Cafe Society

Round two with Kris Padalino, pastry chef of Bittersweet

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What's your fantasy splurge? I'd love to go on a crazy-long vacation, but what I really want is an enormous kitchen with lots of toys. I spend most of my time in a kitchen whether I'm at the restaurant or at home with my family, and I grew up in kitchens -- it's where I most feel like myself. I'd love to have a huge Tuscan-style kitchen in my house with a copper range hood, farm-style sink, a granite island, plenty of natural light, stone mosaics, dark-wood beams, travertine floors and a professional-grade fridge with glass windows -- a place where friends and family wouldn't mind staying a while to eat great food and shoot the shit.

Biggest moment of euphoria in the kitchen: When I came to Bittersweet and created the Midnight in the Garden of Good and Evil dessert. I haven't been in this industry for long, and it was a huge accomplishment for me -- I haven't been so stoked to make a dessert in a long time, and to have guests personally want to talk to me about it is just an amazing feeling. There's nothing better than hearing someone tell you that you just made them the best dessert they've ever had, or "This is the most beautiful piece of art ever. I almost didn't eat it."

Craziest night in the kitchen: It was Mother's Day brunch at Campanile, in San Francisco, and we were short-staffed and short on patience. We did about 500 covers that day. I never worked another brunch again.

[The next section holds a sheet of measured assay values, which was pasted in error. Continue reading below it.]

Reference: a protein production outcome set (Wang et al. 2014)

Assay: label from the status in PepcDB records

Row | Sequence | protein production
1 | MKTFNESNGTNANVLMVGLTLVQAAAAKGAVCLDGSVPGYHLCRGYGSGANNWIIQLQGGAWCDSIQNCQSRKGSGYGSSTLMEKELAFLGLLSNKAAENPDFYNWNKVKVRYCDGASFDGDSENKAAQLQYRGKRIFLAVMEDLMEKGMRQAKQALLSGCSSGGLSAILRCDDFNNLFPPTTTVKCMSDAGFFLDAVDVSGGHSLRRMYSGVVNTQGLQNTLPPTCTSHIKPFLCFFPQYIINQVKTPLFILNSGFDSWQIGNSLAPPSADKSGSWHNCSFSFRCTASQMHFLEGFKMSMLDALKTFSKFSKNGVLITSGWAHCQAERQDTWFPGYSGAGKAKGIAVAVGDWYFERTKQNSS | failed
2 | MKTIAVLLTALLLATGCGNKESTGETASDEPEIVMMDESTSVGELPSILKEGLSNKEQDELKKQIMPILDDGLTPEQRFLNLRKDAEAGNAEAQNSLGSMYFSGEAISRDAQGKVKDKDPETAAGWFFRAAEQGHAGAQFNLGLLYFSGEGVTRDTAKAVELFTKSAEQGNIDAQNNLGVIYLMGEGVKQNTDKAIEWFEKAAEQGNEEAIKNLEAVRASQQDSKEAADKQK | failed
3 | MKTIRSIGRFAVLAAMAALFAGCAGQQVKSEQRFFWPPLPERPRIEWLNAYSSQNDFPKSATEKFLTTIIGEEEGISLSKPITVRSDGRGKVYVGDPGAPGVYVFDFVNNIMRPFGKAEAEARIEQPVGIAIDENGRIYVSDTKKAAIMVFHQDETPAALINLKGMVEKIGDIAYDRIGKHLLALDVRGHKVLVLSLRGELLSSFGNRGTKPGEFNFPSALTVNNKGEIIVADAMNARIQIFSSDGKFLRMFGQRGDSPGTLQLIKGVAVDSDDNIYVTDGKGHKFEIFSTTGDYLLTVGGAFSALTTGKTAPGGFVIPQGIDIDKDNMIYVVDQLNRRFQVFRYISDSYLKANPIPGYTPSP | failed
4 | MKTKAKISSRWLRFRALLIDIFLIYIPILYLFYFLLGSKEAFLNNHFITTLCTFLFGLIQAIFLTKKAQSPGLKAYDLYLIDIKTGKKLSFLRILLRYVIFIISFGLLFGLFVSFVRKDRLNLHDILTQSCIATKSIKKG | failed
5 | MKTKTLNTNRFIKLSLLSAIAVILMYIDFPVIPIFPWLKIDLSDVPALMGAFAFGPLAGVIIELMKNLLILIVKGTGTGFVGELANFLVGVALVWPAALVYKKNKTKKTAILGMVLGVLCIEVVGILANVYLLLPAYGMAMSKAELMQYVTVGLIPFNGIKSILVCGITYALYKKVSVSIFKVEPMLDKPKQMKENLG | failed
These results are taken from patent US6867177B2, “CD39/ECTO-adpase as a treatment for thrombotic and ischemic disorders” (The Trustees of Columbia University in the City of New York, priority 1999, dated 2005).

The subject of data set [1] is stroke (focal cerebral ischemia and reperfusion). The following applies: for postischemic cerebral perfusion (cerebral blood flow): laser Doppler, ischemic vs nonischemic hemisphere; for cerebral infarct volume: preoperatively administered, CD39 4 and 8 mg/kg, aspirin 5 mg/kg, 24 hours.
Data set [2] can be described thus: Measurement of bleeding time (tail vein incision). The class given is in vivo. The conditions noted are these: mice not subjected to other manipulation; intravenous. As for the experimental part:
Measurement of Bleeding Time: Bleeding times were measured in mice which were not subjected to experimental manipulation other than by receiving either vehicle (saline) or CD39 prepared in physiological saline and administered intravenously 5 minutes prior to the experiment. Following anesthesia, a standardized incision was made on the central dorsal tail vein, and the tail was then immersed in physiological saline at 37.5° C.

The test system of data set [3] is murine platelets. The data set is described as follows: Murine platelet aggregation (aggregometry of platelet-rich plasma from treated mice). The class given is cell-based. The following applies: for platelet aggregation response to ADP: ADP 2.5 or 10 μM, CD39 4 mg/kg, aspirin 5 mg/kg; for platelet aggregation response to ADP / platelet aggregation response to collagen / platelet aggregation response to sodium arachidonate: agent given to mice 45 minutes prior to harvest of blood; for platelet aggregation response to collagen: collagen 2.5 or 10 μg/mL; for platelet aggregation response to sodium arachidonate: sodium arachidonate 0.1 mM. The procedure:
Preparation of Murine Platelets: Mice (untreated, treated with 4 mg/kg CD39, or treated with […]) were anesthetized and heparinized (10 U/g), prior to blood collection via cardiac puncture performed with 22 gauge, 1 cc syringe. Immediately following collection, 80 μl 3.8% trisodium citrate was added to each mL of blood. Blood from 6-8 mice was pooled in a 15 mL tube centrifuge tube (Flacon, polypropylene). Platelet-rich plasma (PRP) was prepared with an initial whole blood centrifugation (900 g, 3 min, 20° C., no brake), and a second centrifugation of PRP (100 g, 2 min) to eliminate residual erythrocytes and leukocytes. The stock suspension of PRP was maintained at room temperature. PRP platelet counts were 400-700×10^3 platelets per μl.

Greatest accomplishment as a pastry chef: Having guests personally come up to me and thank me for the dessert experience. I like that I'm making it into columns and my name is out there in the culinary world, but there's nothing like someone enjoying one of your creations and then wanting to come back for the same one...or waiting for the next big one.

What's one thing that people would be surprised to know about you? Even though I've only been in the industry for five years, I still consider myself green. I've just gotten lucky in that I've had the opportunity to work with some amazing chefs in California and Denver. People are also really thrown off when I tell them I have a seven-year-old kid.

What's the secret to baking bread? Patience and lots of practice. I love bread -- bring it on -- but I was never a bread maker. I dabbled here and there, but it wasn't until I came to Bittersweet that I wanted to take it on. My advice is to start with a basic bread recipe and tweak it to your liking, but remember that it's a living thing and needs love and time to grow. Don't rush when making it.

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Lori Midson
Contact: Lori Midson